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Global Health Policy Blog


At the Inter-American Development Bank’s (IDB) recent annual meeting in Panama, the two richest men in the world –Carlos Slim and Bill Gates- discussed their contributions to a little known public-private partnership that aims to improve the health status of the poorest Central Americans and Mexicans – Salud Mesoamerica 2015 or SM2015.

Together with the country partners, foundations and fellow IDBers, I led the design of this initiative in 2009-10, so I‘m not at all objective. And in monetary terms, the partnership is modest in size – $150 million over five years from Slim, Gates and the Government of Spain and $150 million in counterpart from recipient governments – and executed by governments themselves with support from the IDB.  But I’m excited to see SM2015 take off because the partnership is testing five innovations in health aid that –if successful- could inform its bigger brothers and sisters at the Global Fund for AIDS, TB and Malaria, the GAVI Alliance and beyond.

Bill Gates and Carlos Slim discuss their contributions to SM2015 (photo credit IDB, used with permission)

The five innovations are:

  1. Targeting the poorest: As in other countries experiencing rapid economic growth, inequalities in health and access to health care in Central America and Mexico are large. Children in the bottom quintile of the wealth distribution are 6 cm shorter on average than their wealthier peers, a difference that has been shown to have a lasting effect on child development and even earnings as an adult. And only half of the poorest women have access to skilled attendants at birth, compared to 100 percent of the wealthiest. SM2015 only works with the poorest populations, using a combination of geographical and individual targeting, modeled on the targeting approach used by conditional cash transfer programs.
  2. Cost-effective package: SM2015 will only finance reproductive, maternal, newborn and child health services determined to be highly cost-effective in that particular setting. And that’s it.  In comparison, the Global Fund and PEPFAR will finance second- and third-line antiretrovirals in the poorest countries in the world, which presents a clear tradeoff, given that second line treatment can be 100 times or more as expensive as first-line regimens and many of these countries have not yet ensured full access to first-line treatment.
  3. Incentives for governments to take over the job: SM2015 is using grant monies to fund basic health services that should be funded by public monies. The goal is not to provide grants for service delivery, but instead to give visibility to the problem, create incentives to reprogram public resources towards these key services and populations, and get out of Dodge. To accomplish this goal, SM2015 donors put up half the necessary financing while SM2015 countries put up the other half. If results are accomplished, SM2015 donors will release a performance bonus equivalent to half of the countries’ contribution. In other words, the countries will get half their money back to continue the good work that was started if they show progress … and receive nothing if progress isn’t made.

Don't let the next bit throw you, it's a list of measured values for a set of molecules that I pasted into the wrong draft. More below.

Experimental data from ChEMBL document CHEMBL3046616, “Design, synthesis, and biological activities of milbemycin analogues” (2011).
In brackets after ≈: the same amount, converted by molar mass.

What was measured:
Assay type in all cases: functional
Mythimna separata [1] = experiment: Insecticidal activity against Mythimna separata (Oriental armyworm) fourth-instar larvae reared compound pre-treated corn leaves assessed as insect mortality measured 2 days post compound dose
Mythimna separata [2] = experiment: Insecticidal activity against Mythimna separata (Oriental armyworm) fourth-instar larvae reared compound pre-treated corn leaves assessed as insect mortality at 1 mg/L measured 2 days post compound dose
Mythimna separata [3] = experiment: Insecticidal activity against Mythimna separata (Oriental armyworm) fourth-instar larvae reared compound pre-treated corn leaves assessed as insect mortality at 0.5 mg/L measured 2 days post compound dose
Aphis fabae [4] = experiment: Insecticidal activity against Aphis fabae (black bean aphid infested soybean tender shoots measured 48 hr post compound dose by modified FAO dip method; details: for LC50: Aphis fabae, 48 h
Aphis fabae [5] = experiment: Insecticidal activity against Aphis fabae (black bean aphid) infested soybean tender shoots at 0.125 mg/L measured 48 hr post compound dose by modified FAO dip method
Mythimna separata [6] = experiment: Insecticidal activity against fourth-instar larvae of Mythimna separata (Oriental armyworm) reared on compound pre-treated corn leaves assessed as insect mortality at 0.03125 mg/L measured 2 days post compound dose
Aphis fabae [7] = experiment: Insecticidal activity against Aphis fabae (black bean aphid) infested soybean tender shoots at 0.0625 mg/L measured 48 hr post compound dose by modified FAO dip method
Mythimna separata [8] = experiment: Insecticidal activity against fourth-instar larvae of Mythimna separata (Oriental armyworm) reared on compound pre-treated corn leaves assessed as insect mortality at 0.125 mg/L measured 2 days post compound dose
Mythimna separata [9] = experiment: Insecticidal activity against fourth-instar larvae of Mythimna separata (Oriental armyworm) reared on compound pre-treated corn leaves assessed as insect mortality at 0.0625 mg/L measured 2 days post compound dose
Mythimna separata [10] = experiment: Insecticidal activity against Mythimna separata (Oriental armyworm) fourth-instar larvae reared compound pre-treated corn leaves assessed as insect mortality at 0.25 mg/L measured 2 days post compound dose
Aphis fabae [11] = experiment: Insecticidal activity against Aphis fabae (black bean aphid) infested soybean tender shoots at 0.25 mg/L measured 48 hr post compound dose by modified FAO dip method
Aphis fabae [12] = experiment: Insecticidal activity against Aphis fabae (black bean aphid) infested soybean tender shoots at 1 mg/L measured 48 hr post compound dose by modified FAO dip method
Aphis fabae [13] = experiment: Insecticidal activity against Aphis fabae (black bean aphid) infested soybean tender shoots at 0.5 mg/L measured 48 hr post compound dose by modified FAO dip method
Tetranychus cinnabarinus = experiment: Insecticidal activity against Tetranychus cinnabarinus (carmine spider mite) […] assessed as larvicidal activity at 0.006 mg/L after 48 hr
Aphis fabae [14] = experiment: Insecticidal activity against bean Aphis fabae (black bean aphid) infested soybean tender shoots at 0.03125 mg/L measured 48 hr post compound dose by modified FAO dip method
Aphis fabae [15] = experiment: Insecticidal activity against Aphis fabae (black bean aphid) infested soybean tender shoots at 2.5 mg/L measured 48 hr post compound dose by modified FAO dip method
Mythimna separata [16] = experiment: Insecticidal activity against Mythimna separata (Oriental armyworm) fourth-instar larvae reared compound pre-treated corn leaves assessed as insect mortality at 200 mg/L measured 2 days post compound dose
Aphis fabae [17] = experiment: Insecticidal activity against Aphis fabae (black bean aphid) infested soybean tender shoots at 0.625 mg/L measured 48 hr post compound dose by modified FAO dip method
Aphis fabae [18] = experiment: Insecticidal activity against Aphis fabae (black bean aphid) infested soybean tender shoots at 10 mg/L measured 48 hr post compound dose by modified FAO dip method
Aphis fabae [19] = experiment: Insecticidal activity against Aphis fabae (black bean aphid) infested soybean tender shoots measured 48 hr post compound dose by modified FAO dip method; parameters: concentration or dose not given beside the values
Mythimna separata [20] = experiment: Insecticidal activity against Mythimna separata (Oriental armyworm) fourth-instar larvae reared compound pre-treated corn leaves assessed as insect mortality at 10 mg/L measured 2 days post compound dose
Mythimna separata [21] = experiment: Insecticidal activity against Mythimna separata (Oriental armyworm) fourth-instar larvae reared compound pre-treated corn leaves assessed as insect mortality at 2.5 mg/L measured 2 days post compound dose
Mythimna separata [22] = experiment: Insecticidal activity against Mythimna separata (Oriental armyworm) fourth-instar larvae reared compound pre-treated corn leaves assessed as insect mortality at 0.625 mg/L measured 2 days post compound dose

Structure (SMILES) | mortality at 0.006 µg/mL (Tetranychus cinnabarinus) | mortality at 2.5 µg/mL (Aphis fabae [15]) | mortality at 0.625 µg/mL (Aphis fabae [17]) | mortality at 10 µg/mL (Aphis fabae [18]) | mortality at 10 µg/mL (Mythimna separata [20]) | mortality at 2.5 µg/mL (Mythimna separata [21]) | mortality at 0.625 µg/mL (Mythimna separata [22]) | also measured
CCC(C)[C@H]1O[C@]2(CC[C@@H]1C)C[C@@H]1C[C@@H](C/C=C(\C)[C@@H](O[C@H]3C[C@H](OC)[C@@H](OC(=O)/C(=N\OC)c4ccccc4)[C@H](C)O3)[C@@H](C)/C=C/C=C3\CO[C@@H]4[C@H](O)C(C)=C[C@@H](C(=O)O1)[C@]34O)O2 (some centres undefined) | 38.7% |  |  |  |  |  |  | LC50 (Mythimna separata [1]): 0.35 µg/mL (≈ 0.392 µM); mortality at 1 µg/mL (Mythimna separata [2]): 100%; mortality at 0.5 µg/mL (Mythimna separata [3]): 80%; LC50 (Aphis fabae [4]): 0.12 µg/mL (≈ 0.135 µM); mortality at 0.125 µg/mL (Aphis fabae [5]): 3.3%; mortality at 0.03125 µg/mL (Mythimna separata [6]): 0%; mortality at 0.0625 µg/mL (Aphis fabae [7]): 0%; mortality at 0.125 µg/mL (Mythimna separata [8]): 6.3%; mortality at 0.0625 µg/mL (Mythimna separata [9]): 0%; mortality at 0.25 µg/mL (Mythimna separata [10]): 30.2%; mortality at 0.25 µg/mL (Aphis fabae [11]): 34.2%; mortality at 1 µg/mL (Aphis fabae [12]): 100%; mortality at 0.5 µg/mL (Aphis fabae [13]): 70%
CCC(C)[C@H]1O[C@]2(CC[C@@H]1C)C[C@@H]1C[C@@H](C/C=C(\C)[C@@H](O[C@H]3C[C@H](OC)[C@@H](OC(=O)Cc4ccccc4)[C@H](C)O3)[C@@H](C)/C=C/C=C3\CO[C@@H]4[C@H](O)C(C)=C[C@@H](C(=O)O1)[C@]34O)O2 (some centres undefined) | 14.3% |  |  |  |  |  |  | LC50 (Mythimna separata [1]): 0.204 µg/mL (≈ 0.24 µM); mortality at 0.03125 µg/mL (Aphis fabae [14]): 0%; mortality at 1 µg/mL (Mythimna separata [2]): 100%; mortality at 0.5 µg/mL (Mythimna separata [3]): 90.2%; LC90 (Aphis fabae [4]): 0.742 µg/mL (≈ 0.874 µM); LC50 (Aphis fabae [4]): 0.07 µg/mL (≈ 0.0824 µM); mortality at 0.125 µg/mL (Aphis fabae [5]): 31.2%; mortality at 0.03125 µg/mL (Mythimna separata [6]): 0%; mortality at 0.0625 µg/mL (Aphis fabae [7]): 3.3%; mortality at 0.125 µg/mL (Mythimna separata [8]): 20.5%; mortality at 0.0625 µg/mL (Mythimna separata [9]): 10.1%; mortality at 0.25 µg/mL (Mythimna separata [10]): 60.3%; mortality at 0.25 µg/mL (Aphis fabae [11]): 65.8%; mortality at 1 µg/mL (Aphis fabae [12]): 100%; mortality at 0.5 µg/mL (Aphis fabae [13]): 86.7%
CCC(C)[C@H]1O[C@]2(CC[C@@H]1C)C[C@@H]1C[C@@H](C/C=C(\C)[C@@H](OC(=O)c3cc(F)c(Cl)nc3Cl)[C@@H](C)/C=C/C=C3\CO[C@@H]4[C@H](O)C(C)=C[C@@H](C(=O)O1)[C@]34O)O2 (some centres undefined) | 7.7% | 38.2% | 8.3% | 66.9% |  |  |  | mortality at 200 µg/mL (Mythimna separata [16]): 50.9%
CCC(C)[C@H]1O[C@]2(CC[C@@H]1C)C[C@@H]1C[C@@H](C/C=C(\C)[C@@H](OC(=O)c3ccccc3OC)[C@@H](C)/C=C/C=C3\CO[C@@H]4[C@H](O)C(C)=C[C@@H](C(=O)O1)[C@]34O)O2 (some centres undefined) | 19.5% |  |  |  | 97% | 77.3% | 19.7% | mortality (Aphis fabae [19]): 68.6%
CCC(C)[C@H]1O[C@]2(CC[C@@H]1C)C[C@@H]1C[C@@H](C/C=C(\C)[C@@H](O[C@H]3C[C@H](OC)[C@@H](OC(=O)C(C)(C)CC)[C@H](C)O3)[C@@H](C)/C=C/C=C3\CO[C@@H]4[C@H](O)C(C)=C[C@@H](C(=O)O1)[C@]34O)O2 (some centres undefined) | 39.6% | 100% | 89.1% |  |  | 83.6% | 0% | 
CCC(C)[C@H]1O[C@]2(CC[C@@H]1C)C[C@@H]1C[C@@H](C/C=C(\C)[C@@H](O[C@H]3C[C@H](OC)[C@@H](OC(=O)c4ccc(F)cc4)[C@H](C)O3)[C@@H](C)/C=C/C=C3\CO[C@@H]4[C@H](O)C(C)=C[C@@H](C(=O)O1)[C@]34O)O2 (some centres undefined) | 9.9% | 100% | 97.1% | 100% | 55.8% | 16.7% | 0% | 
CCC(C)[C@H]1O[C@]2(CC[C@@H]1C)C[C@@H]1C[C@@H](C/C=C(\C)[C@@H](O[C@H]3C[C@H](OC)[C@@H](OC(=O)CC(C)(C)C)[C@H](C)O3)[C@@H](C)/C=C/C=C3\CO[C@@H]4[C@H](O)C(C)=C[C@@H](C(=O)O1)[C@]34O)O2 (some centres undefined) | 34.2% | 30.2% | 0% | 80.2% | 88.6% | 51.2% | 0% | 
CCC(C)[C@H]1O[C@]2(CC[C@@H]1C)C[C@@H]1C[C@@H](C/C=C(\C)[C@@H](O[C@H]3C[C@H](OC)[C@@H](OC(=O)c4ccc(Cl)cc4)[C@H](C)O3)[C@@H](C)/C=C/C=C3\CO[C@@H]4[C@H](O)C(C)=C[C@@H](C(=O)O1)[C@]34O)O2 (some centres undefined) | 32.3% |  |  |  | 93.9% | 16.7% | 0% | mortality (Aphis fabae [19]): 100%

4. Money directly attached to results: Lots of donors say they do results-based aid, but in deciding whether to disburse or not they actually rely on self-reports from recipients –  which can be over-reported – or take into account many other factors besides the results. SM2015’s performance bonus is only disbursed if coverage of packaged services and selected outcomes increase significantly in the targeted communities and populations. Performance is measured at baseline and ~18-months using a reasonably-priced, locally-procured independent household survey fielded in a representative sample of beneficiary and non-beneficiary communities.
  5. Evaluating impact: Even if interventions are cost-effective, that doesn’t mean that they are delivered cost-effectively. SM2015 innovates by evaluating different delivery platforms on both the provider and household side, using experimental or quasi-experimental designs, to inform best strategies to continue scale-up. The website should have more information on these evaluations soon, and I hope they’ll post all the data and crowd-source the analysis.   

On their own, none of these ideas is new. But together, we program designers are betting that demonstrating reasonable-cost health aid models that more rigorously reward performance and sustainability will make a big difference for the poorest populations in Central America and Mexico, and perhaps beyond.  Stay tuned…

SM2015 participants with Carmen Barroso of IPPF, Roberto Tapia of Carlos Slim Health Institute, Gary Darmstadt of the Bill & Melinda Gates Foundation, Santiago Levy of the Inter-American Development Bank (photo by IDB, with permission)


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